Arizona companies that have employees are most likely prepared for there to be disputes from time to time. As part of that possibility, closely held businesses must be able to defend a lawsuit filed by an employee. Implementing proper policies and procedures could provide a paper trail that could relieve the company from liability.
For example, a former employee of Lockheed Martin filed a lawsuit against the company, alleging that he was wrongfully terminated for racial and retaliatory reasons. The African-American man says that he was removed from his supervisory position to another position while he awaited a move to a different section of the company. He complained that he was not given any assignments. Soon thereafter, he was told that he needed to find another position in the company or he would be laid off, along with at least three other people -- an African American and two Caucasians.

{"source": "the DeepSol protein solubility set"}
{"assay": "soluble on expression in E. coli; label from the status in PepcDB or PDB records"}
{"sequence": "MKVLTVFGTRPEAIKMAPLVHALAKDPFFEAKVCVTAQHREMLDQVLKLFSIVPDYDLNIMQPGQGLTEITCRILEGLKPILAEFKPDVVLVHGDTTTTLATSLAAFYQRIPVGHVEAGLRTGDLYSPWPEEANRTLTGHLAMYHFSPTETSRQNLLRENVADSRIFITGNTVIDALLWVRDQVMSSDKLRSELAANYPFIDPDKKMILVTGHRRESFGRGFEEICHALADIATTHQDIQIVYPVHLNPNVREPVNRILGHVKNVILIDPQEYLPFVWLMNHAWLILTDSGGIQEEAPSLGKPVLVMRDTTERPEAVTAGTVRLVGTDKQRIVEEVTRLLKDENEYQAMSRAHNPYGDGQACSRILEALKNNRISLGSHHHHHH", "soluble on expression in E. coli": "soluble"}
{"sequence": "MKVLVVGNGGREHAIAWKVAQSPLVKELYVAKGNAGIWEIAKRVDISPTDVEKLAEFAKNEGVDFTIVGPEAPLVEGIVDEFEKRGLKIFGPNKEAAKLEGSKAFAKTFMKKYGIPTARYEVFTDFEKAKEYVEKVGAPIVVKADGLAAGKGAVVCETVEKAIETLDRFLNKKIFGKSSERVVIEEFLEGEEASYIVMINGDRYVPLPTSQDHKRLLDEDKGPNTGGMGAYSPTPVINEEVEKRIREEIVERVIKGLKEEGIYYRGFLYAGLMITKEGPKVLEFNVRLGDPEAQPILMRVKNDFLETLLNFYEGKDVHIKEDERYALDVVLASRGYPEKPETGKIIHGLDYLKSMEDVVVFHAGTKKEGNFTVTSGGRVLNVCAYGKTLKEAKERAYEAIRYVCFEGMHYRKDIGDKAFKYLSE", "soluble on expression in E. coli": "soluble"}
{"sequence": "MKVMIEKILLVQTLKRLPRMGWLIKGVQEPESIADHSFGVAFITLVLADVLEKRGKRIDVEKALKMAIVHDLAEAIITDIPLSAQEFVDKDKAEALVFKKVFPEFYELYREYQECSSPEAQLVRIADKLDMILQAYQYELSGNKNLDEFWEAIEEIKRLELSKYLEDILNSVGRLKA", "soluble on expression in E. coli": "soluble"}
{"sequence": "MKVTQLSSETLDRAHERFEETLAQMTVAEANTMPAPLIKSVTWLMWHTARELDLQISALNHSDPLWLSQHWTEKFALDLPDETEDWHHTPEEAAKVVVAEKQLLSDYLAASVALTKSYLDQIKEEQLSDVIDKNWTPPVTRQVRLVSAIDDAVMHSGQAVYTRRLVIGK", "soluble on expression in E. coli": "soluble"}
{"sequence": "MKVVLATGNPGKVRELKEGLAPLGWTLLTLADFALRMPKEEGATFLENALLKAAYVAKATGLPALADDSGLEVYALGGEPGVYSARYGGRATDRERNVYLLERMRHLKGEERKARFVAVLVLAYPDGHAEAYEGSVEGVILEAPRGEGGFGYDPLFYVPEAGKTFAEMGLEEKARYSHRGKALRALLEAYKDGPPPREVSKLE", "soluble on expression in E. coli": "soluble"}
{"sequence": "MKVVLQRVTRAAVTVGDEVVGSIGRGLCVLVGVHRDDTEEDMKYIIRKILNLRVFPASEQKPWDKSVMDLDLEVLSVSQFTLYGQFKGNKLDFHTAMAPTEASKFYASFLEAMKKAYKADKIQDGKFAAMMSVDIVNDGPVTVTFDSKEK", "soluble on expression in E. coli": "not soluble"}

The man who filed the lawsuit was let go, along with the two Caucasians. The fourth man found a new position within the company. The layoffs were necessary due to a reduction in work and a reallocation of personnel as the company reorganized. The trial court and an appeals court agreed that, based on this and the fact that there was no paper trial indicating that there was any racial or retaliatory motivation for letting him go. Ultimately, the man agreed he had never expressed any such concerns to the company.
Lockheed Martin won this employment dispute based, in part, on the fact that the company's policies require that records be kept regarding any employee complaints of discrimination or harassment. Closely held businesses here in Arizona could take this example and craft their policies and procedures to create a record for each employee that would catalogue any complaints, the results of any investigation and the actions taken. If an employee files litigation accusing the company, it will have detailed records to present to the court.
Source: pennrecord.com, "Lockheed Martin granted summary judgment in employment discrimination action", Nicholas Malfitano, March 25, 2016